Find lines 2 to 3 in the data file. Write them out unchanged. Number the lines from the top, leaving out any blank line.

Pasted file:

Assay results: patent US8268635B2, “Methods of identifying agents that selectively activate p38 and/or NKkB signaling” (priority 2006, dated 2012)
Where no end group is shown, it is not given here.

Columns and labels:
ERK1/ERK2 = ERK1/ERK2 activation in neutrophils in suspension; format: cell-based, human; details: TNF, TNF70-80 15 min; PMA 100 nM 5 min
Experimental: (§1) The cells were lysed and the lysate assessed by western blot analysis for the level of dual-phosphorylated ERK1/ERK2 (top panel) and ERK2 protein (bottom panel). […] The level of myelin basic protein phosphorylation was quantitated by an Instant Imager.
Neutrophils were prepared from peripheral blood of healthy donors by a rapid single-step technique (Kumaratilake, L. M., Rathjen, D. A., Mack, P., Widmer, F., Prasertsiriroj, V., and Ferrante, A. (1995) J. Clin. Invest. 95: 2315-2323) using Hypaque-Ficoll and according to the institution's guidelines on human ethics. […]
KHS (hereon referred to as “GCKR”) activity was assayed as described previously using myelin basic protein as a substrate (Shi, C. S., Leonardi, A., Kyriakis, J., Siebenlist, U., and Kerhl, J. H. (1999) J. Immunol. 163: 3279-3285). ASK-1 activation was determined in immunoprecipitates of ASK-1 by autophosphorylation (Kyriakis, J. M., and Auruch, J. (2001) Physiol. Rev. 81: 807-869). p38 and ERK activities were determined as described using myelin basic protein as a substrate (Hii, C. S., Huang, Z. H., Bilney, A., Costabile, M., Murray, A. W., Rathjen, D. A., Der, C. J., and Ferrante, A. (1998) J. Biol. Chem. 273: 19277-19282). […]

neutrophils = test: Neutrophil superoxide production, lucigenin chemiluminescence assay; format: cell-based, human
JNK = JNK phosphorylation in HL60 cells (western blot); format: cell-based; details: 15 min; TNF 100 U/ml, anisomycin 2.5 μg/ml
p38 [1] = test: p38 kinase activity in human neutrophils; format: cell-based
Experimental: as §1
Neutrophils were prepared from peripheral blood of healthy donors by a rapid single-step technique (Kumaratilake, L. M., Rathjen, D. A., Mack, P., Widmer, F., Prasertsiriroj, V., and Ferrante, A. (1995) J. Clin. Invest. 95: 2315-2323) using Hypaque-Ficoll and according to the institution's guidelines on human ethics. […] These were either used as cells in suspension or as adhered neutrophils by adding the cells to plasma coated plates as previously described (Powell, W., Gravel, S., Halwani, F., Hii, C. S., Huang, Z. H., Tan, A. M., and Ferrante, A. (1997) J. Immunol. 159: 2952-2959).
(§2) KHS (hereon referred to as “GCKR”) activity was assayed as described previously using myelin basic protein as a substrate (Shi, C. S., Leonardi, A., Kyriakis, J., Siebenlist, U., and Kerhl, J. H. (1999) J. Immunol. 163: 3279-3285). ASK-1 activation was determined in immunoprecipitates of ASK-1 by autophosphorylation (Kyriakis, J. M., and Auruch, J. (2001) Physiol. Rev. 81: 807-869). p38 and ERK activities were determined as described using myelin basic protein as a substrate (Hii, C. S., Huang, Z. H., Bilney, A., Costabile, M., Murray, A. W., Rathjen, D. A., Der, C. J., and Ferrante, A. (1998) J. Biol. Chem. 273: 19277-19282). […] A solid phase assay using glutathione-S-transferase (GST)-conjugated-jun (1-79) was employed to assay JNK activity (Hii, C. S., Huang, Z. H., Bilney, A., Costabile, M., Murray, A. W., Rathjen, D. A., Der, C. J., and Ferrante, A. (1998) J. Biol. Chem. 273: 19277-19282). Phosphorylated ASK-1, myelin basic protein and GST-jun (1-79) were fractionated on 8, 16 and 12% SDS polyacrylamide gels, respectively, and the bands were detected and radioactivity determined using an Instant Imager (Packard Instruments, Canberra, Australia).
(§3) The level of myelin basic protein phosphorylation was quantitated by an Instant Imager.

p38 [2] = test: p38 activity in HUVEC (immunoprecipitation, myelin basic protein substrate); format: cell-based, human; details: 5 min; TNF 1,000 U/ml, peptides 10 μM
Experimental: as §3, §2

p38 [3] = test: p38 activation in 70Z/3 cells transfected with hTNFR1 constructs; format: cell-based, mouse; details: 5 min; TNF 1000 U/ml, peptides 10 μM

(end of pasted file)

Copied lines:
Where no end group is shown, it is not given here.

Columns and labels: